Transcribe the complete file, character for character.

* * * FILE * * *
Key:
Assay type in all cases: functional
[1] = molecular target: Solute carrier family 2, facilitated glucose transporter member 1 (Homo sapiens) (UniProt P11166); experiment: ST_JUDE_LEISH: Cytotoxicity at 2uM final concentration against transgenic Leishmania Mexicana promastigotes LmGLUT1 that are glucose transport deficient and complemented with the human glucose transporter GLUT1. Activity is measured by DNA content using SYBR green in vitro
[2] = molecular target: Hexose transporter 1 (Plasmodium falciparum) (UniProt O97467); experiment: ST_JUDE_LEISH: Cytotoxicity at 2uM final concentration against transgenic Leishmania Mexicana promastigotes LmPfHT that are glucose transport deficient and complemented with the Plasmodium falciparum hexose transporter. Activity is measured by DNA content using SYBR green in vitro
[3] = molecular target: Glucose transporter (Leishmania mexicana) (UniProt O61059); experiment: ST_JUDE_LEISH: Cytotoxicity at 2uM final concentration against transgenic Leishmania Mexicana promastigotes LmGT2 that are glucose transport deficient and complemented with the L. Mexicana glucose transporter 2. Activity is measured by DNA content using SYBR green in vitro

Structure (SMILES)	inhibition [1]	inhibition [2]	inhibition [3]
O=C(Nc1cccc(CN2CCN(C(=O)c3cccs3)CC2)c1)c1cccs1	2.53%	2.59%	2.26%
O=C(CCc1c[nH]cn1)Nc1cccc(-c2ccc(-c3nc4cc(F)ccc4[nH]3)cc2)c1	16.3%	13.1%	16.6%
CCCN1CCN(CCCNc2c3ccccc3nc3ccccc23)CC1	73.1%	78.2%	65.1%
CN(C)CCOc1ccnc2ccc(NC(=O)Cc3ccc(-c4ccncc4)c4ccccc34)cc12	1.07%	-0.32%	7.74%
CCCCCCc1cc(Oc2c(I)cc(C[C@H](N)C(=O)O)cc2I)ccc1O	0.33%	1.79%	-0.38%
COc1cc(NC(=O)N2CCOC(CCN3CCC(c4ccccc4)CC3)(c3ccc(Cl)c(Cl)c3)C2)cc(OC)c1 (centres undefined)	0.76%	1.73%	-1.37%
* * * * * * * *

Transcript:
Key:
Assay type in all cases: functional
[1] = molecular target: Solute carrier family 2, facilitated glucose transporter member 1 (Homo sapiens) (UniProt P11166); experiment: ST_JUDE_LEISH: Cytotoxicity at 2uM final concentration against transgenic Leishmania Mexicana promastigotes LmGLUT1 that are glucose transport deficient and complemented with the human glucose transporter GLUT1. Activity is measured by DNA content using SYBR green in vitro
[2] = molecular target: Hexose transporter 1 (Plasmodium falciparum) (UniProt O97467); experiment: ST_JUDE_LEISH: Cytotoxicity at 2uM final concentration against transgenic Leishmania Mexicana promastigotes LmPfHT that are glucose transport deficient and complemented with the Plasmodium falciparum hexose transporter. Activity is measured by DNA content using SYBR green in vitro
[3] = molecular target: Glucose transporter (Leishmania mexicana) (UniProt O61059); experiment: ST_JUDE_LEISH: Cytotoxicity at 2uM final concentration against transgenic Leishmania Mexicana promastigotes LmGT2 that are glucose transport deficient and complemented with the L. Mexicana glucose transporter 2. Activity is measured by DNA content using SYBR green in vitro

Structure (SMILES)	inhibition [1]	inhibition [2]	inhibition [3]
O=C(Nc1cccc(CN2CCN(C(=O)c3cccs3)CC2)c1)c1cccs1	2.53%	2.59%	2.26%
O=C(CCc1c[nH]cn1)Nc1cccc(-c2ccc(-c3nc4cc(F)ccc4[nH]3)cc2)c1	16.3%	13.1%	16.6%
CCCN1CCN(CCCNc2c3ccccc3nc3ccccc23)CC1	73.1%	78.2%	65.1%
CN(C)CCOc1ccnc2ccc(NC(=O)Cc3ccc(-c4ccncc4)c4ccccc34)cc12	1.07%	-0.32%	7.74%
CCCCCCc1cc(Oc2c(I)cc(C[C@H](N)C(=O)O)cc2I)ccc1O	0.33%	1.79%	-0.38%
COc1cc(NC(=O)N2CCOC(CCN3CCC(c4ccccc4)CC3)(c3ccc(Cl)c(Cl)c3)C2)cc(OC)c1 (centres undefined)	0.76%	1.73%	-1.37%